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Braess’s Paradox in the NBA

Braess’s Paradox states that adding extra capacity to a network when the moving entities selfishly choose their route can reduce the overall efficiency of the network. The reason why has to do with Nash Equilibrium. In Nash Equilibrium, drivers will have no reason to switch routes; however, in a system not in Nash Equilibrium, drivers (assuming everyone is going to do what is in their best interest without consideration for other drivers) will change to the route they believe to be the fastest.


Braess’s Paradox has many parallels to a theory in sports known as “The Ewing Theory.” The Ewing Theory states that a team will perform better if they lose their star player. More specifically, if one player is used significantly more than the other members of the team, the team is not maximizing its potential. When the star player is removed, efficiency goes up. Just as we saw in Seoul, South Korea when a speeding up in traffic occurred as a result of the removal of a major highway. And, just as we saw in 1990 when overall congestion in midtown Manhattan decreased by shutting down 42nd street.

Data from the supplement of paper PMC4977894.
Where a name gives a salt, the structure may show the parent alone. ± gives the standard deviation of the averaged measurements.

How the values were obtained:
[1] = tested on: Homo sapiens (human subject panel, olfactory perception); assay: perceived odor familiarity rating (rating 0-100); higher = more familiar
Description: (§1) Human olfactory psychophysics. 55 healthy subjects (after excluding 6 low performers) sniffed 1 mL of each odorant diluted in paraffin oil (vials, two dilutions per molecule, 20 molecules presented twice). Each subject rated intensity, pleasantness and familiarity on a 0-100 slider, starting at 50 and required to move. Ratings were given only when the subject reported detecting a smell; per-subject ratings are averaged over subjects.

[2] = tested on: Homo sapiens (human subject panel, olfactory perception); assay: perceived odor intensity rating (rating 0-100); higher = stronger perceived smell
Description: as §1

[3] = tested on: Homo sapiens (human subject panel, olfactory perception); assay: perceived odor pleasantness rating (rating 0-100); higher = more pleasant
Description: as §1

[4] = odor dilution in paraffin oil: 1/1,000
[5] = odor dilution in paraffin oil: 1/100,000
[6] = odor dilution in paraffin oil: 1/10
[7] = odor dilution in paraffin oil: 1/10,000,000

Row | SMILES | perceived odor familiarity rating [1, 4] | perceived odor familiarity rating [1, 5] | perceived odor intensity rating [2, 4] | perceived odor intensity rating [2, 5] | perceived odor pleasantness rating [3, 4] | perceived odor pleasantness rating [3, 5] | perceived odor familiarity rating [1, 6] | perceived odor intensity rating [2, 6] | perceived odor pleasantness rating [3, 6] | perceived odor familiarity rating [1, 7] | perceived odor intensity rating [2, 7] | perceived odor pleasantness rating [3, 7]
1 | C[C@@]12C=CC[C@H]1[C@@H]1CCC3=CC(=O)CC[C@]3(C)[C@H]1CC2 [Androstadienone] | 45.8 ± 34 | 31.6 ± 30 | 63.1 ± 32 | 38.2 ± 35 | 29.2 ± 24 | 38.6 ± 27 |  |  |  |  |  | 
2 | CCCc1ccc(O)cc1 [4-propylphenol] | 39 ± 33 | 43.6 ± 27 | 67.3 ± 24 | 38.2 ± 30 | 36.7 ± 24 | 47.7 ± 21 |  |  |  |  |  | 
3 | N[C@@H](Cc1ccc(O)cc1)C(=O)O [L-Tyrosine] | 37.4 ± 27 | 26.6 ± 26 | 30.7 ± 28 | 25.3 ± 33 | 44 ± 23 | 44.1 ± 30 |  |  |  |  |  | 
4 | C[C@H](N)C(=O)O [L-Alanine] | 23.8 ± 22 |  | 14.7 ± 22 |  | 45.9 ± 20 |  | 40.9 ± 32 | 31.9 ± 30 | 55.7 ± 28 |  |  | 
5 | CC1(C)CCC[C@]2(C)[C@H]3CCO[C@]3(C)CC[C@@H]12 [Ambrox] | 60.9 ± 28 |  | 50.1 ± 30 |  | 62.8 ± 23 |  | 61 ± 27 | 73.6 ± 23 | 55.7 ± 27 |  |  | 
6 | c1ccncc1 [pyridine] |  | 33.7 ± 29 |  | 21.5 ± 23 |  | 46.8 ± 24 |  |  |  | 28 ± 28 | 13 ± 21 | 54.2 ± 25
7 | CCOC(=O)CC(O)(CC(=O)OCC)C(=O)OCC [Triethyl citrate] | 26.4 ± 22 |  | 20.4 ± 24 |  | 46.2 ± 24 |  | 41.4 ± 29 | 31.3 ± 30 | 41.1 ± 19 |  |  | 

I think the Ewing Theory was somewhat of an anomaly. For example, lets look at Michael Jordan and LeBron James, two first ballot hall of famers. Would the Bulls have won 6 championships without Michael Jordan? Would the Cavaliers have won 60 games each season without LeBron? Absolutely not. When Jordan left the Bulls in 91-92 the team made it only to the second round of the Eastern Conference playoffs. When LeBron left the Cavs to join the Heat, the Cavs won the least games in the NBA.




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